Streamline your setup.
Tired of feeling like you're standing on stilts when you're splitboarding? The Voile Light Rail Splitboard Binding is designed to interface directly with your Voile pucks to eliminate the need for the thick baseplate found on standard snowboard bindings. This works with the lightweight aluminum construction to simplify your setup, reduce weight, and improve performance.
The Light Rail essentially takes the slider piece that you would normally use to attach your standard bindings to, and turns that into the baseplate. This means the Light Rail's baseplate slides directly onto the pucks, putting you closer to the board. It also creates a more stable, secure feel so your splitboard performs more like a solid board.
The Avalanche Rip Cord release system allows you to undo both straps with the pull of a cord so you can bail out in avalanche rescue situations. A negative forward lean setting allows for longer strides so you can tour across flats more comfortably and efficiently. New straps this season reduce pressure points and redesigned ratchets operate more smoothly. If you like to reach your lines with your own two feet, the Light Rail won't hold you back.
- Interfaces directly with Voile pucks
- 6061-T6 aluminum baseplate
- Padded highback
- Stiff flex
- Avalanche Rip Cord binding release
- Touring mode negative lean
- New improved straps and ratchets
Share your thoughts
- Familiarity: I gave it as a gift but have feedback to share
size small mens works perfectly for my girlfriends size 8 boot. she uses it with her 150 burton anti social split board, great combo.
What size binding would I need for a women's size 10 boot? I usually go men's M in bindings, but I didn't see a size chart for these.
I had loaned my size larges to a lady friend with a size 8.5. She had to readjust them but they worked fine. Light Rail bindings have a lot of adjustment.
The women's light rail in a Medium should work great for you, The different high back won't cut into your calf while skinning AAAAAANND THEY COME IN PURPLE!
Thanks Reid! I almost always end up with dudes' bindings because of my brontosaurus feet, but I'll check the sizing on the women's.... I do like purple... :)
Will Backcountry be getting more sizes of these bindings?
Also I couldn't find these under backcountry snowboarding or searching for "splitboard bindings" Is that right?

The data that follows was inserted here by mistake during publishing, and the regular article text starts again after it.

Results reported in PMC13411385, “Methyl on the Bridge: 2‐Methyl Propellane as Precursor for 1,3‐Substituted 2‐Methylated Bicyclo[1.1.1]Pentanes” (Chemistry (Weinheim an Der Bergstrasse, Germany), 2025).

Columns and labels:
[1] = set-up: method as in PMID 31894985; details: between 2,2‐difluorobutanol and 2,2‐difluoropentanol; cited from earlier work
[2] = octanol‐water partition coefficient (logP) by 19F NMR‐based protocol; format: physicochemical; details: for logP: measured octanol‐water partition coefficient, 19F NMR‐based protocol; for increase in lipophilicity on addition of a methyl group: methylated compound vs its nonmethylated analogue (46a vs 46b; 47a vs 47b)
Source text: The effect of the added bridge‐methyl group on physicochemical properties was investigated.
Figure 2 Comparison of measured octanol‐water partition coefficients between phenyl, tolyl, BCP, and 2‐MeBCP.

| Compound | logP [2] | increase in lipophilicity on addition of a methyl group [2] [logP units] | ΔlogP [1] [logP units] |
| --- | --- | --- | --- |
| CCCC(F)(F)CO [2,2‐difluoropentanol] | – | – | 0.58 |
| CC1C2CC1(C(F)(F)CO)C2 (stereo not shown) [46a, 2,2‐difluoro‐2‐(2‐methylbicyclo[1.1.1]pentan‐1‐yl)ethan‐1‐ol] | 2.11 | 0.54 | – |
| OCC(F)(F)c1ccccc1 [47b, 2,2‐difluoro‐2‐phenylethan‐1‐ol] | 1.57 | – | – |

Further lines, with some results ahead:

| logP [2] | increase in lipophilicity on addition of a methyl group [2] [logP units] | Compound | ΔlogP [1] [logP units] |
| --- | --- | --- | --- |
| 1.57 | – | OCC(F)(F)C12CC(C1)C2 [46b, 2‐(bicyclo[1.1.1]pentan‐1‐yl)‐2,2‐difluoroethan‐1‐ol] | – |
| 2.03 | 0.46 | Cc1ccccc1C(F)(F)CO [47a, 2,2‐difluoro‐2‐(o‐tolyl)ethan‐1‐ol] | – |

Yes we will be getting a bunch more sizes in! Hopefully any day now. And you are correct in the classification, it's a little wonky right now- they should be listed under the Splitboarding category! Let me know if you have any further questions, or if you would like me to get you set up with an order when they come in- firstname.lastname@example.org
Quality binding at a great price!
- Familiarity: I've used it several times
In regards to split board bindings, I've only ridden these and the Karakoram Split 30's, so this review will be a bit a comparison between the two.
The Light Rails are a lot cheaper ($275 vs. $599 and up), but keep in mind you'll still have to buy some climbing heels ($36) and pucks ($55) when purchasing the Light Rails. Light Rails don't have the heel lock down feature, which can come in handy if you have some long flats, but where I normally ride there aren't many flats so I never used that feature. The metal base plates on the Karakorams tend to collect more ice, which can make chipping ice away a little more tedious when switching to ride mode. The Light Rails are easier to change from board to board compared to older Karakorams, but the new Karakoram Quiver Connector ($75 and only compatible with Karakoram Prime Bindings) makes switching boards super easy. It's tough to say which binding is better, as they both have their pros and cons. I think it just depends on whether you'll be switching boards frequently, the type of terrain you'll be riding, and your price point.